Whether you you refinance your investment property to pull money out or get a HELOC, most banks will let you go to 75% combined loan-to-value on your property, meaning the sum of all mortgages on the property, including the HELOC, cannot be more than 75% of the value of the investment property.
How To Double The Return On Investment Of Your Rental Properties
I’m going to tell you what you could do to more than double the return on investment of your investment property using one of my properties as an example.
An investment property I bought 16 years ago currently has a mortgage of about $80,000. Its worth about $175,000. The current cash flow before taxes is about $400/month after all expenses (principle, interest, property taxes, insurance, maintenance, a vacancy allowance, and HOA). At 75% combined loan-to-value, I could get a HELOC for approximately $50,000 at a 4.5% interest rate.
I could use the $50,000 HELOC for a down payment for a similar property, but the mortgage would be much higher than $80,000 and the cash flow would only be about $100/month from the second rental property.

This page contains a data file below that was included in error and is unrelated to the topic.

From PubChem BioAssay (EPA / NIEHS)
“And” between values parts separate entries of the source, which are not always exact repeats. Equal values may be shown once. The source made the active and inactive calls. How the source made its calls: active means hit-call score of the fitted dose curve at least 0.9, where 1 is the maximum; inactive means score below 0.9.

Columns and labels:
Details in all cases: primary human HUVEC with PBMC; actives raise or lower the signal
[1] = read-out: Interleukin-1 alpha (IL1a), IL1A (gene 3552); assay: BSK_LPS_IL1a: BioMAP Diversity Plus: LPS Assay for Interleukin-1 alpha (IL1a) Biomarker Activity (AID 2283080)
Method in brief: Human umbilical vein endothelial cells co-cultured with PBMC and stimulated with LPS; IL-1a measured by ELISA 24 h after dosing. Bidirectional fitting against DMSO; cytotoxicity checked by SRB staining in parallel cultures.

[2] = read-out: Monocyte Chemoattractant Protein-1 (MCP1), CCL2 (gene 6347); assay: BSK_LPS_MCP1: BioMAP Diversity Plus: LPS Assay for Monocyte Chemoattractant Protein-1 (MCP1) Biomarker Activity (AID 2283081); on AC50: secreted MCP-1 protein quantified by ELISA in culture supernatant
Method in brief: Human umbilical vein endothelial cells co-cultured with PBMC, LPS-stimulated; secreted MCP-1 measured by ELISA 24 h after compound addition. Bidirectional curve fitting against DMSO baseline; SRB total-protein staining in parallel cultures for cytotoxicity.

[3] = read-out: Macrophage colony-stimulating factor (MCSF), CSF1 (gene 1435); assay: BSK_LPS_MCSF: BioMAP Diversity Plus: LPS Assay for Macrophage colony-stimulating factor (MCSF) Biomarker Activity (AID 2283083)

If you are an accredited investor, you have more options. I invested in a 400 unit apartment complex via real estate crowdfunding. The monthly cash-on-cash return is expected to be over 12% with an internal rate of return (IRR) over 25%. The investment is expected to mature after 3 years. During the three year hold period, the 12% return will come from the operating cash flow of the property. The principle investors will be making capital improvement to all the units in the property. They will raise rents on each unit after it is improved. With higher rents, the apartment complex will be worth significantly more. Their goal is to then sell it for substantially more than what they originally paid for the property. Upon sale of the apartment complex, I will receive a portion of the profits from the sale. The return from cash flow plus the return from the sale of the apartment complex is expected to yield an annual return of 25% over the three year hold period. A 25% return on my $50,000 investment equates to just over $1,040 per month. But we still have to subtract the HELOC interest payment during the three year hold period.